Gilman Street in Berkeley is a legendary punk venue -- I lived in Oakland for years, but never somehow went -- but they tend to ban things that don't fit with their beliefs, including Green Day (?!). Unsurprisingly, Gilman St. banned the Mentors, but it did warm my heart that my old hangout, Eli's Mile High Club in a frankly sketchy part of Oakland***, was willing to host them. 
Not sure if I'm getting more conservative as I age, but I'm not so sure the Mentors defending their rape rock, in an era of Trumpian pussy-grabbing, rape culture, and white male-emboldening, is the most ethical or strategic move. (I also have reservations about Eli Roth remaking white vigilantism movie Death Wish. Come on, Mr. Roth: social responsibility!) But ultimately I am a defender of the 1st Amendment over pretty much anything/everything, and as I said I like when liberal taboos are challenged, especially if there is a complexity to the stew involving parody, theatrics, and button-pushing, which I suspect there is with the Mentors.

I am troubled by the Mentors posting a fan letter they got from a 13-year old male fan who hand-wrote (in bad handwriting, natch) to them saying "rape rock is where it's at." Does an average 13-year old know the nuance of parody, theatrics, and shit-stirring over what is explicit and face value? Then again, I wasn't but 16 or so when I first encountered the Mentors, but I'd been raised exposed to controversial things by parents who believed in free-range parenting and trusted my maturity level (perhaps over-trusting it at times, but there are worse flaws to have). As filmmaker Scott Derrickson said, it's better to have youth experience adult/edgy things and then have a thoughtful conversation about what they experienced, rather than banning things, creating taboos, and sheltering/mollycoddling. One close look at the Millennial Generation and you can see the effects of some very questionable parenting. They've just been too sheltered.

Hell, we live in a time when the President of the Fucking United States of America was caught talking like a frat-boy rapist about women. Slavoj Zizek might argue that there is an honesty, however repulsive, in Trump that's lacking in a corporate Democrat like Hillary Clinton, but it's been sad seeing, post-election, how people on the street have been emboldened in their backlash racism and sexism against vulnerable peoples.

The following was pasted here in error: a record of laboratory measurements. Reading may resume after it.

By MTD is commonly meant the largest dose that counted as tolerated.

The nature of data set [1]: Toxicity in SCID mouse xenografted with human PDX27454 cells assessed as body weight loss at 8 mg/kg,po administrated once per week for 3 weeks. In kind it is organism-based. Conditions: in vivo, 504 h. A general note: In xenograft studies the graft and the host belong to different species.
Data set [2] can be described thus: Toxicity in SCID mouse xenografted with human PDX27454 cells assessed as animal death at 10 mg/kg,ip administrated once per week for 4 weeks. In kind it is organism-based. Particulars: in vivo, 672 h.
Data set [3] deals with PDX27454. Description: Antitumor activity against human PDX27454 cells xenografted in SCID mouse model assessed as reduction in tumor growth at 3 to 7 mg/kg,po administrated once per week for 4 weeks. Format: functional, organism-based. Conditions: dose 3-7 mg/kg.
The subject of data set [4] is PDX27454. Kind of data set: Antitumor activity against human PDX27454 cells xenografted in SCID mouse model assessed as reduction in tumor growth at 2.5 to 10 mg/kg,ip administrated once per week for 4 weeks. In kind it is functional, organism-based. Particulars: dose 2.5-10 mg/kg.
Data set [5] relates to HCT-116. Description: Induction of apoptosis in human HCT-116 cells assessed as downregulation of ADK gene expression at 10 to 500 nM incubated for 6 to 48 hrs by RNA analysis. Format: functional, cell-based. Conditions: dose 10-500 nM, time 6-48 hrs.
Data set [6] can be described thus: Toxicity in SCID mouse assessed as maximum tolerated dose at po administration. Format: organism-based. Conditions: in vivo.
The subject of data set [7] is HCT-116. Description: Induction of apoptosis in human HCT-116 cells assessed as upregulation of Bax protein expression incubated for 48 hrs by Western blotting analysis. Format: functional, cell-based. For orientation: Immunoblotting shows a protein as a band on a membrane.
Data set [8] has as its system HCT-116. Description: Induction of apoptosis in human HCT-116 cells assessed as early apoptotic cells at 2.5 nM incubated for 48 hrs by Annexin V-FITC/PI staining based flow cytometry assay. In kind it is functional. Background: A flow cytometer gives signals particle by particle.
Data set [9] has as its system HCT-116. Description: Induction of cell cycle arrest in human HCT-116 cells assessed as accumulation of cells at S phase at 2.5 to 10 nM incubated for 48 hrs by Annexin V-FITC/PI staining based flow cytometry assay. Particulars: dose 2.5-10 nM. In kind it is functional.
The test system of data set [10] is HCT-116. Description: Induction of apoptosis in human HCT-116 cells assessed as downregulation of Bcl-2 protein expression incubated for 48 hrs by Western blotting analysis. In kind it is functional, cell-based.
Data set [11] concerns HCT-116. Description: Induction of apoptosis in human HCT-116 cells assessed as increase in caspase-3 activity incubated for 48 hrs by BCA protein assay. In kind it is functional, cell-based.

Conclusion 

I guess "inna final analysis" I have to side with Frank Zappa, who was read Mentors lyrics during the PMRC trials and found the whole thing rather farcical and a bit creepy -- creepy in what the government was doing, not the Mentors. A wide-net thing like punk, in a free market society like capitalism offers, is going to turn up fish like the Mentors. You don't have to like them. You don't have to listen to them. You don't have to agree with them. You don't have to worship at the Church of El Duce (a real thing) or even go once. But it is our fringe-dwellers, our boundary-pushers, our controversynauts, who we need to both listen to, defend, and engage in healthy discussion -- and disagreement -- with.
Do I think women should be picked up, sexually used/abused, then "dropped off at Jack in the Box," as the Mentors believe (or are playing a role and saying they believe)? Of course not. But as Zizek noted, there is something fishy and duplicitous about Hillary Clinton -- he likened her being a "progressive" to Lehmen Bros or Goldman-Sachs sponsoring Occupy Wall Street -- and with Trump, or the Mentors, however revolting: WYSIWYG. I'd rather have a guy wear a swastika tattoo on his face and be upfront about it, than learn that a captain of industry or someone with immense political/institutional power is secretly a raging racist or misogynist. I can protect the women in my life from those who act openly, like the Mentors; I'm more worried about the frat-boys who appear on the outside to be decent and wholesome but are internally far more sinister.

Is it the most socially responsible what the Mentors do? No. Is it inevitable? Perhaps. If they don't do it, will someone else? Probably. Are the Mentors hiding behind the First Amendment? No, I think they're utilizing it; that's what it's there for. Do someone like the Mentors strengthen the First Amendment? Ultimately, yes.



* This story comes from Ministry's Al Jourgensen, who strikes me as an honest guy, but who also has no memory of recording certain Ministry albums due to drug abuse/addiction; the official cause of El Duce's death is the weird "misadventure."

** In doing some research, apparently the well-known image of the hooded executioner is largely a myth; actual executioners throughout history did not wear hoods.

*** I once walked home after a show at Eli's and was offered both sex from a hooker and crack from a dealer on the same block. I politely refused both. Eli's started as a small club where Blacks from the South who came to the Bay Area to help build ships for the war (WW2) effort could hear Blues and other traditionally-African-American musicians play. Over the years it mutated into a punk/metal/alternative club with a different crowd.